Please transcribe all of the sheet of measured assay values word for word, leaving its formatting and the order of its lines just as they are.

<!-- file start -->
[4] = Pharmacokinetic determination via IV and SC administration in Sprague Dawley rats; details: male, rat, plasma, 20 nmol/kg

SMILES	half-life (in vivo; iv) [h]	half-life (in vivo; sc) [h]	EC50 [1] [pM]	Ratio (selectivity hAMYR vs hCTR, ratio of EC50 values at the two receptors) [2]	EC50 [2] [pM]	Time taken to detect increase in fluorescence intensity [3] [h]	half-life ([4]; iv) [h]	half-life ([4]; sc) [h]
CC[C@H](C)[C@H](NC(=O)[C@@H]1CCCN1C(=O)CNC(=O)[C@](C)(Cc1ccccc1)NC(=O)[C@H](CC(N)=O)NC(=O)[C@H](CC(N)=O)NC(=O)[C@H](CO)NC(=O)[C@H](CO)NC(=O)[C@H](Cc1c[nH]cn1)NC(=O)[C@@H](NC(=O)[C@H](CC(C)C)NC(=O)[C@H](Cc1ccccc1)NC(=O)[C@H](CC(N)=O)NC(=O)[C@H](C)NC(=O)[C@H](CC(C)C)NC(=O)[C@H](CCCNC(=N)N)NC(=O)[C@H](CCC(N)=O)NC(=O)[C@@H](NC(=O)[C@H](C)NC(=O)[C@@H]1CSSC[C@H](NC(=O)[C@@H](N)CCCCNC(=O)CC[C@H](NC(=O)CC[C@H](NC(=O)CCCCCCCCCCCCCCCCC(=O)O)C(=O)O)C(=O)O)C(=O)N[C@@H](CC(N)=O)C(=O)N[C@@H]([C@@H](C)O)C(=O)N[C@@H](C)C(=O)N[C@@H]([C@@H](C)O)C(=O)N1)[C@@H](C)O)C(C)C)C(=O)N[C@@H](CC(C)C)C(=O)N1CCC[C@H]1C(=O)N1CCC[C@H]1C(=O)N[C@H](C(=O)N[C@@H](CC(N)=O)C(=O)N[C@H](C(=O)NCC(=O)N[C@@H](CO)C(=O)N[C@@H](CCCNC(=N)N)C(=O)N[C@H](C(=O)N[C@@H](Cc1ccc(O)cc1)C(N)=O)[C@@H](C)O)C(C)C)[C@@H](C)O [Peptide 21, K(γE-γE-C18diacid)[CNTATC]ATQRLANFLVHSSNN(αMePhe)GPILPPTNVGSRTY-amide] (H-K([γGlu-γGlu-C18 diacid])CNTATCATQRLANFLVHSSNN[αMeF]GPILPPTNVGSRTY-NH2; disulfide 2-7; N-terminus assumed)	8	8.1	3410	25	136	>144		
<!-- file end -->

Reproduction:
[4] = Pharmacokinetic determination via IV and SC administration in Sprague Dawley rats; details: male, rat, plasma, 20 nmol/kg

SMILES	half-life (in vivo; iv) [h]	half-life (in vivo; sc) [h]	EC50 [1] [pM]	Ratio (selectivity hAMYR vs hCTR, ratio of EC50 values at the two receptors) [2]	EC50 [2] [pM]	Time taken to detect increase in fluorescence intensity [3] [h]	half-life ([4]; iv) [h]	half-life ([4]; sc) [h]
CC[C@H](C)[C@H](NC(=O)[C@@H]1CCCN1C(=O)CNC(=O)[C@](C)(Cc1ccccc1)NC(=O)[C@H](CC(N)=O)NC(=O)[C@H](CC(N)=O)NC(=O)[C@H](CO)NC(=O)[C@H](CO)NC(=O)[C@H](Cc1c[nH]cn1)NC(=O)[C@@H](NC(=O)[C@H](CC(C)C)NC(=O)[C@H](Cc1ccccc1)NC(=O)[C@H](CC(N)=O)NC(=O)[C@H](C)NC(=O)[C@H](CC(C)C)NC(=O)[C@H](CCCNC(=N)N)NC(=O)[C@H](CCC(N)=O)NC(=O)[C@@H](NC(=O)[C@H](C)NC(=O)[C@@H]1CSSC[C@H](NC(=O)[C@@H](N)CCCCNC(=O)CC[C@H](NC(=O)CC[C@H](NC(=O)CCCCCCCCCCCCCCCCC(=O)O)C(=O)O)C(=O)O)C(=O)N[C@@H](CC(N)=O)C(=O)N[C@@H]([C@@H](C)O)C(=O)N[C@@H](C)C(=O)N[C@@H]([C@@H](C)O)C(=O)N1)[C@@H](C)O)C(C)C)C(=O)N[C@@H](CC(C)C)C(=O)N1CCC[C@H]1C(=O)N1CCC[C@H]1C(=O)N[C@H](C(=O)N[C@@H](CC(N)=O)C(=O)N[C@H](C(=O)NCC(=O)N[C@@H](CO)C(=O)N[C@@H](CCCNC(=N)N)C(=O)N[C@H](C(=O)N[C@@H](Cc1ccc(O)cc1)C(N)=O)[C@@H](C)O)C(C)C)[C@@H](C)O [Peptide 21, K(γE-γE-C18diacid)[CNTATC]ATQRLANFLVHSSNN(αMePhe)GPILPPTNVGSRTY-amide] (H-K([γGlu-γGlu-C18 diacid])CNTATCATQRLANFLVHSSNN[αMeF]GPILPPTNVGSRTY-NH2; disulfide 2-7; N-terminus assumed)	8	8.1	3410	25	136	>144		